It was a long haul to the back bay of our chosen lake. Even though our faces were well covered, the four wheeler ride was more than a little fresh. I was quite happy when we arrived at our destination!

My fishing partner, Steve Taylor, was well experienced in the art of locating fish. Working as a team, we started cruising through the deep basin we were targeting to see if we could pinpoint any suspended crappies.

We had both angled this area dozens of times over the years and were quite confident there would be fish somewhere in the basin. Some days, like today, it took a little more time to find them.

When we finally did start marking crappies on our Vexilars, we were a bit dismayed at the quantity. There didn’t appear to be any schools of fish but usually just one or two. Still, fish are fish and we began the process of drilling out a bunch of holes in the vicinity.

Past experience had taught us that these fish, like many other winter basin crappies, are real roamers. For that reason, we cut more than a dozen holes in the general area we were marking fish.

The process of hole-hopping to keep up with roaming crappies is just part of the game in the winter. By dropping a transducer into a hole, it is easy to see if there is anybody home. If there is, we drop a jig down to greet them, if not, we keep looking.

Although the bite was slow, we did manage to get numerous crappies on the ice. We also discovered that we had not cut nearly enough holes. As the morning progressed, we kept expanding our fishing area in an effort to keep up with the ever moving fish.

Gradually, our targeted fish disappeared and this spot was done. Since the day was still young, we loaded up the gear and moved on to search out another basin further down the lake.

Winter fishing for crappies and bluegills is often like this. It is a game of hide and seek where mobility is a critical factor for success. This is especially true of anglers like Taylor and me that do our fishing during the daylight hours.

Undoubtedly, we have locations where consistent evening bites do take place. Dozens of ice houses are set in these deep holes as anglers show up late in the day to take advantage of the crappies that move in at dusk.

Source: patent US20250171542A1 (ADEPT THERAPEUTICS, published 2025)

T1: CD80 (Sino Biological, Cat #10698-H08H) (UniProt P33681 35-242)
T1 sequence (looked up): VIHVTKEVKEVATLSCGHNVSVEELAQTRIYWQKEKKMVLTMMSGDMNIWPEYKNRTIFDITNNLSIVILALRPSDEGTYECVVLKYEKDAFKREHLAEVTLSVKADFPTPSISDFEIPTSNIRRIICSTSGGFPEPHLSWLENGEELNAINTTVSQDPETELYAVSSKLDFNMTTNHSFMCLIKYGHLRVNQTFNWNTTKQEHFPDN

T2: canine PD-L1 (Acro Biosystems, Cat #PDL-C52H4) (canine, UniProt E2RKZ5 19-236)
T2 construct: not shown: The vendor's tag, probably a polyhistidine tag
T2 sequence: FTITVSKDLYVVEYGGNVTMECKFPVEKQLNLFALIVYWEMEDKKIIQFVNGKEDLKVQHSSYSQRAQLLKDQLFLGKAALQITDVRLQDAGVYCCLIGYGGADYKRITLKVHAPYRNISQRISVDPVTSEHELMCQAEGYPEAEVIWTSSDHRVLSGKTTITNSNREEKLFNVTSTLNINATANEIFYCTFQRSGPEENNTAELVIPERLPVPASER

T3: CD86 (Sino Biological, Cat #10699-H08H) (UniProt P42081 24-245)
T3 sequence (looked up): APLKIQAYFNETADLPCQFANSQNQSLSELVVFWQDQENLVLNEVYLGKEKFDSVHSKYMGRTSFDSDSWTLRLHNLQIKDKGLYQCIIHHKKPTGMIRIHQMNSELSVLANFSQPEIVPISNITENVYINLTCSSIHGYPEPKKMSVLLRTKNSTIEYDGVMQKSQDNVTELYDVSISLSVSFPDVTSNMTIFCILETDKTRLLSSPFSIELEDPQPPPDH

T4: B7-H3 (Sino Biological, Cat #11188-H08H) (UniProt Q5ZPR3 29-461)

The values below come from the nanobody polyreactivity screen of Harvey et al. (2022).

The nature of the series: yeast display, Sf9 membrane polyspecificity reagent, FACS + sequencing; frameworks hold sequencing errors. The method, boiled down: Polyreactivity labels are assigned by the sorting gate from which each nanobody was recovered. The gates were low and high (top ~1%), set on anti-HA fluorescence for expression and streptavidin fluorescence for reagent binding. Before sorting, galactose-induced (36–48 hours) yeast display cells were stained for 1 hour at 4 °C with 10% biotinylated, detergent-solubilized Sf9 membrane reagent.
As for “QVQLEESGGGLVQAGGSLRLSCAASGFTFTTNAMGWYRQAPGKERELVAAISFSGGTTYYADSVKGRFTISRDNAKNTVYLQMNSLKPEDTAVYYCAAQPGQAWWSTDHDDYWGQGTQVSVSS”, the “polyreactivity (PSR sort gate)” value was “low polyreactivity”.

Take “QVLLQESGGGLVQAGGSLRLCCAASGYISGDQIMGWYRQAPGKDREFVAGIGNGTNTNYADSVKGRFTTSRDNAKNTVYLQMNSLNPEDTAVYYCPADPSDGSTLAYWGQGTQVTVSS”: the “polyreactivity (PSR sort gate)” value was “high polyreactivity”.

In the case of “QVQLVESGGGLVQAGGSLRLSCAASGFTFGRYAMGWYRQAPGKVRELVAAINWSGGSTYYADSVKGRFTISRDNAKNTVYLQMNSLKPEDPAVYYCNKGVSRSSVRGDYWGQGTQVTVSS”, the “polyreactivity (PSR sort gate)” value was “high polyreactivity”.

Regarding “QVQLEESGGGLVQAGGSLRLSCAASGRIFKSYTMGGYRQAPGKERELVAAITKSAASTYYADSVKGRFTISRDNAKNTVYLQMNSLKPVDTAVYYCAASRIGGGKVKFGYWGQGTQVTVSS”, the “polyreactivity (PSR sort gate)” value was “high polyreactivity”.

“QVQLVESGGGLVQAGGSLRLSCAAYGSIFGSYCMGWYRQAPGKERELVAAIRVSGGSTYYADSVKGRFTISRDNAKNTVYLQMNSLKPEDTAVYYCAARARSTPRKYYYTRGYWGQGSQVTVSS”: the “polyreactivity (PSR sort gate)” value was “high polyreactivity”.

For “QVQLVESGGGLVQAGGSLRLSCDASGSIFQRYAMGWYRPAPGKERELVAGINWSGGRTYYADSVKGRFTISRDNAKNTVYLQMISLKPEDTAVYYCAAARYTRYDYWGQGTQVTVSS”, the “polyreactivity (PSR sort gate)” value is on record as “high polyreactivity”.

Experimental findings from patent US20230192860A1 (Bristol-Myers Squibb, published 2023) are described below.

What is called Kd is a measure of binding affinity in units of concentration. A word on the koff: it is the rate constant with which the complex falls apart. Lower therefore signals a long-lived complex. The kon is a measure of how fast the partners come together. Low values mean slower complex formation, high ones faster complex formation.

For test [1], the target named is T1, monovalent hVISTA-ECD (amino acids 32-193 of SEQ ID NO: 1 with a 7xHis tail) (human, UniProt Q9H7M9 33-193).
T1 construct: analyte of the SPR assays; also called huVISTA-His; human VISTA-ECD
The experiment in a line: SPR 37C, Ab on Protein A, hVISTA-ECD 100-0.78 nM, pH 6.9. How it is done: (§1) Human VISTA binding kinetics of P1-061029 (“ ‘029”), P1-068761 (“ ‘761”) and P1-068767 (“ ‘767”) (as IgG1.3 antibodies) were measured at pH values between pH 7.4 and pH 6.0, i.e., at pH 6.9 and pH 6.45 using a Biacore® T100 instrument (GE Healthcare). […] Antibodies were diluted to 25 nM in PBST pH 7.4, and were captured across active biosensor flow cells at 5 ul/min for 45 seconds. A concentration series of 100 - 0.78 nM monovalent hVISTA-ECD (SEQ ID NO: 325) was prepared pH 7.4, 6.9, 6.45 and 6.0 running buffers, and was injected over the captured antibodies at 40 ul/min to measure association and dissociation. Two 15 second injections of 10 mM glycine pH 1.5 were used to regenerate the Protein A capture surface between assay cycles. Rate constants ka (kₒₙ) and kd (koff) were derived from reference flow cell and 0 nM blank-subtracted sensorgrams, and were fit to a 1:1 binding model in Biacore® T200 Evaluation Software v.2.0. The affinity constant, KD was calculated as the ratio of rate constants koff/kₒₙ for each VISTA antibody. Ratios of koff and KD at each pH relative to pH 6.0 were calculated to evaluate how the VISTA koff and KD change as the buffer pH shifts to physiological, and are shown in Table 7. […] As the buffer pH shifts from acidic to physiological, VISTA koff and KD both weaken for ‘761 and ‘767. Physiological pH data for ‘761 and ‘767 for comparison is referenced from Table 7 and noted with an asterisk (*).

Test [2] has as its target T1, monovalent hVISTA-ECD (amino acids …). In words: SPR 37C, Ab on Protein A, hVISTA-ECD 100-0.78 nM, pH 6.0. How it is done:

Our goal is to locate these fish during the daylight hours and be home by the time darkness sets in. Sometimes it is easy to do and other times, not so much.

Daytime crappies are often very neutral biters. For this reason, small jigs, light line and sensitive rods are a must. I nearly always fish with plastic on my jig and usually tip it with one or two Euro larvae. I never use minnows for daytime crappies.

I won’t say we are successful 100 % of the time, but we are very consistent at locating fish. Again, it is a mobility thing. If they aren’t at one location, we check another. Typically, crappies are often found in the same deep basins year after year.

Everyone has their own approach to winter angling and it is important to do what a person enjoys. For me and my angling cronies, that means working through the location issues that are associated with frozen water success.

Aggressive searching for the correct location is the key. After all, winter panfish are experts at hide and seek.


About The Author

Jerry Carlson

Jerry started his outdoor career in 1987 when he began writing for Outdoors Weekly. He currently writes about a 130 articles a year for various publications in the Midwest. In addition to writing and giving numerous hunting and fishing seminars, Jerry does weekly radio shows on two St. Cloud, Minnesota stations; WJON and WWJO. He also authored a book called Details for Locating and Catching Fish. Hunting and fishing photos and articles written by Jerry, along with his email address, can be found at Jerry fishes all species but prefers crappies in the winter and bass in the summer. He also loves to hunt Canada geese in the fall.